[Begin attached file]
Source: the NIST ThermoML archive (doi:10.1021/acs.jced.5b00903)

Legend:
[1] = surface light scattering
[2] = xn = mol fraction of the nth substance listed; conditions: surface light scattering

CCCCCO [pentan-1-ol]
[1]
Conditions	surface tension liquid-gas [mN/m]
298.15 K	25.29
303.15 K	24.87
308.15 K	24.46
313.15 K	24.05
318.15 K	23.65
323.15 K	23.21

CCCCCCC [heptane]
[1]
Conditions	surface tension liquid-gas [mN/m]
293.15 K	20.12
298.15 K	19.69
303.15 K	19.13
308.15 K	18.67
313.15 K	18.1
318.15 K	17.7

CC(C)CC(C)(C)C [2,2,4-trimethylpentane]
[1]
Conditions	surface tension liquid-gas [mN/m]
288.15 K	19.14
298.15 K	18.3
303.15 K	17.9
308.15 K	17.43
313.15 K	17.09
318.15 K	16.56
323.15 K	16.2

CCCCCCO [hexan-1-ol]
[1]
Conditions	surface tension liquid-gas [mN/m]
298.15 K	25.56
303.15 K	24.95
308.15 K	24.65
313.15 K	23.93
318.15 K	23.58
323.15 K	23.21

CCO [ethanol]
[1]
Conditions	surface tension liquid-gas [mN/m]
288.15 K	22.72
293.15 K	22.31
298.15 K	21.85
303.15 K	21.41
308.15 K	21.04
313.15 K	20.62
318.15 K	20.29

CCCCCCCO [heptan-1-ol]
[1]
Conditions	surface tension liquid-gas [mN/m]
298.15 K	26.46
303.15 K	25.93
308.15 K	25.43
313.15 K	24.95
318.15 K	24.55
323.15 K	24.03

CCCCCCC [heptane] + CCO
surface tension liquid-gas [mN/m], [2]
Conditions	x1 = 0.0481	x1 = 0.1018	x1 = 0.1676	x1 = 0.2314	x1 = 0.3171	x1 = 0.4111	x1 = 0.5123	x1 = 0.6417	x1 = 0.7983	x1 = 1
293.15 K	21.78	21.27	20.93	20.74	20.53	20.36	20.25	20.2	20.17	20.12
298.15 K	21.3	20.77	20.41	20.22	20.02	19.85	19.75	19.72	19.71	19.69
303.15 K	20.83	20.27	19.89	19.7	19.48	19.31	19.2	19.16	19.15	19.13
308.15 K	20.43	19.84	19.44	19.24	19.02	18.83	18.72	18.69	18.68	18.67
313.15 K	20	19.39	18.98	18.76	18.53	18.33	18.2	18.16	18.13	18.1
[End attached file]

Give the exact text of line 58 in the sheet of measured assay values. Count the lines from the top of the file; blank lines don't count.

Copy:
313.15 K	24.95